Blood Cancers: Stem Cell Transplantation Can Save a Life
Cancer can arise from any of the tissues of the human body, so the blood forming tissues (Bone marrow and Lymph glands) are no exception. Cancer that begins in the marrow is commonly called Leukemia and these cancerous cells circulate in the blood and can be easily detected by looking at the blood under a microscope. Cancer arising from the lymph glands is commonly called a Lymphoma. Another cancer arising in the bone marrow is called a Multiple myeloma but this one remains inside the bones which are often eaten up by the cancerous cells and tend to break easily. There are many subtypes of Leukemia and Lymphomas some of which are acute and aggressive; others are more indolent and run a chronic course over several years.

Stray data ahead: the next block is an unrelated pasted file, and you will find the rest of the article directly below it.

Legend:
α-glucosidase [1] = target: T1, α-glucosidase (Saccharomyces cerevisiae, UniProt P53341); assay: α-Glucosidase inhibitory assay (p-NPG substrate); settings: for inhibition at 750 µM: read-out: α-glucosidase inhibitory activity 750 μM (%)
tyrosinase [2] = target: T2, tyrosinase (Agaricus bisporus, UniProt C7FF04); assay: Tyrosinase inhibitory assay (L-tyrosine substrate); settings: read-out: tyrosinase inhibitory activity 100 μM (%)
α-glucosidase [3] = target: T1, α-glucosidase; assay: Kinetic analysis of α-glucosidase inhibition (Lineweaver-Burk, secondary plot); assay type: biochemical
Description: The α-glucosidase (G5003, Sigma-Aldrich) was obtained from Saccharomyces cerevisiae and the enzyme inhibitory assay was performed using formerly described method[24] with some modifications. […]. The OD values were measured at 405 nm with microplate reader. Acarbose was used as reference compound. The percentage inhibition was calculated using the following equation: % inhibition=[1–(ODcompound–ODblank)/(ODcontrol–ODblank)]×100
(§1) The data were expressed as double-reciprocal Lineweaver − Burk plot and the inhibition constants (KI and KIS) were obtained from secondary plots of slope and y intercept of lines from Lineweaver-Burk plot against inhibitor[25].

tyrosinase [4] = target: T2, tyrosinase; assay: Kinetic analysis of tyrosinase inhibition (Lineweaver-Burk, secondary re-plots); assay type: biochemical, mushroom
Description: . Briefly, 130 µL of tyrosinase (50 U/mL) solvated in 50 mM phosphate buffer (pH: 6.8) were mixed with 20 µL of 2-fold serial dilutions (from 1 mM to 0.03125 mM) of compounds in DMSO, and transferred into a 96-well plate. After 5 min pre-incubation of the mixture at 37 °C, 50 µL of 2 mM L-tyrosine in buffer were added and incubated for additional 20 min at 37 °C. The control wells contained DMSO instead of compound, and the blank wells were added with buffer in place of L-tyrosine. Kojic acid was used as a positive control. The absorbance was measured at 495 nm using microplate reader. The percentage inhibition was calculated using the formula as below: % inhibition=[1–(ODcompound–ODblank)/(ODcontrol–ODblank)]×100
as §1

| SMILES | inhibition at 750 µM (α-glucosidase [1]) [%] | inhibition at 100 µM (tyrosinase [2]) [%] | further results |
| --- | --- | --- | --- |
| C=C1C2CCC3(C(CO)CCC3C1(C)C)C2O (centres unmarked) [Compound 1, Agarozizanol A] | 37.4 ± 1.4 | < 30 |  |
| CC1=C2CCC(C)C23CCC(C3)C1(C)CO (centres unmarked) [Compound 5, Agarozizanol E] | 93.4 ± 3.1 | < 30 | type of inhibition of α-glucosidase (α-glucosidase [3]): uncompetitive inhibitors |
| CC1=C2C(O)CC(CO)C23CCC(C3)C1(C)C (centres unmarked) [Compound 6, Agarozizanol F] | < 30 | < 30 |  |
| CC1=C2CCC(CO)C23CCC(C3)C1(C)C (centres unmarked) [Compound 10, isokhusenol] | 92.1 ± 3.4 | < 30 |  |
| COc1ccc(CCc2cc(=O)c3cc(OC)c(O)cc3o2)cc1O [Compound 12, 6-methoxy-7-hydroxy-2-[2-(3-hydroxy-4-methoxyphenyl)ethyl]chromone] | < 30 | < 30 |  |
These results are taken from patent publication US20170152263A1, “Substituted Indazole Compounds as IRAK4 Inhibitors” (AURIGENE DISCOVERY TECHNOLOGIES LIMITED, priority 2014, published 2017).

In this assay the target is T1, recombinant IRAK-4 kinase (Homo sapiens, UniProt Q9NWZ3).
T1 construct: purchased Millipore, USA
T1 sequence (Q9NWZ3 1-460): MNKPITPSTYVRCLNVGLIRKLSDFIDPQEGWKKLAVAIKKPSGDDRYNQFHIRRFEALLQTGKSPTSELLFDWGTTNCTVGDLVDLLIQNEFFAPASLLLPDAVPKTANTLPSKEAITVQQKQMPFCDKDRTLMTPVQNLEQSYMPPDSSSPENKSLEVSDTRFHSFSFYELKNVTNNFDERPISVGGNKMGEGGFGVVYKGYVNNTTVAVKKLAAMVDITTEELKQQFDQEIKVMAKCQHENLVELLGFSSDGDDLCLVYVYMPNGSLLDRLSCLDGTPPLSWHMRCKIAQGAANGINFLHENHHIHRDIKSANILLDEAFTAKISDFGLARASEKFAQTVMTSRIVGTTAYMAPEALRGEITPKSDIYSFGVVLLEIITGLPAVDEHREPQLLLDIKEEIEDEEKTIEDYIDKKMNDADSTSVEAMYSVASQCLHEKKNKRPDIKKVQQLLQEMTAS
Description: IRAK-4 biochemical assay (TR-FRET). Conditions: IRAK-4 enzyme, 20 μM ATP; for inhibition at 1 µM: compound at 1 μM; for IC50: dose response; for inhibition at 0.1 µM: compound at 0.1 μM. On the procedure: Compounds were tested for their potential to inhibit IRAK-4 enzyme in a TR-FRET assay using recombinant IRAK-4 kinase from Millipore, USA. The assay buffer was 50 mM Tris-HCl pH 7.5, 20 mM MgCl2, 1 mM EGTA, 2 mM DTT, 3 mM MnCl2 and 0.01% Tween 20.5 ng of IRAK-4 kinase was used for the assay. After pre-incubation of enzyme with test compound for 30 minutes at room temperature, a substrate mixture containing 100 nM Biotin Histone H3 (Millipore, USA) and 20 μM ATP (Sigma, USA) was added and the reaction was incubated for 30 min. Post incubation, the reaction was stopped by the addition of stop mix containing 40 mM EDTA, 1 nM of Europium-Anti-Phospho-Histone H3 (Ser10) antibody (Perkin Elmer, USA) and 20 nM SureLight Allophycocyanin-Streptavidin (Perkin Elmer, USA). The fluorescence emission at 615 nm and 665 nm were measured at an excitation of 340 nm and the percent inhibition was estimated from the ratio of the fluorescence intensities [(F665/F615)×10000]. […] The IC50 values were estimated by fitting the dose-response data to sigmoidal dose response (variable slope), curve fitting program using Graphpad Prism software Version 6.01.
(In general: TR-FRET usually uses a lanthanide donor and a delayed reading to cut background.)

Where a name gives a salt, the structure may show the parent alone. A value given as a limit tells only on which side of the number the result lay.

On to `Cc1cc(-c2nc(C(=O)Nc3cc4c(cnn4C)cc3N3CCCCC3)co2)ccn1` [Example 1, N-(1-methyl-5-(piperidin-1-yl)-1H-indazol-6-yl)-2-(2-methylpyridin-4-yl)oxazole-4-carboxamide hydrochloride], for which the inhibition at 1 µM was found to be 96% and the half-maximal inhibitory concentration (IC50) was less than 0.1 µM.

Cancers of the blood are commonly called Hematologic cancers as opposed to rest of the cancers which are called Solid tumors. Whereas the solid tumors constitute 90% of all cancers Blood cancers account for about 10%. This translates to about 150,000 cases of blood cancers diagnosed in the US each year. Among all human cancers, Blood cancers tend to be generally more curable, with a few exceptions. No age is exempt from developing blood cancer. In fact among the Blood cancers, Leukemia is one of the more common cancers among the pediatric age group. Fortunately children respond to cancer treatments with much better results such that childhood leukemia is cured in more than 80% of cases.
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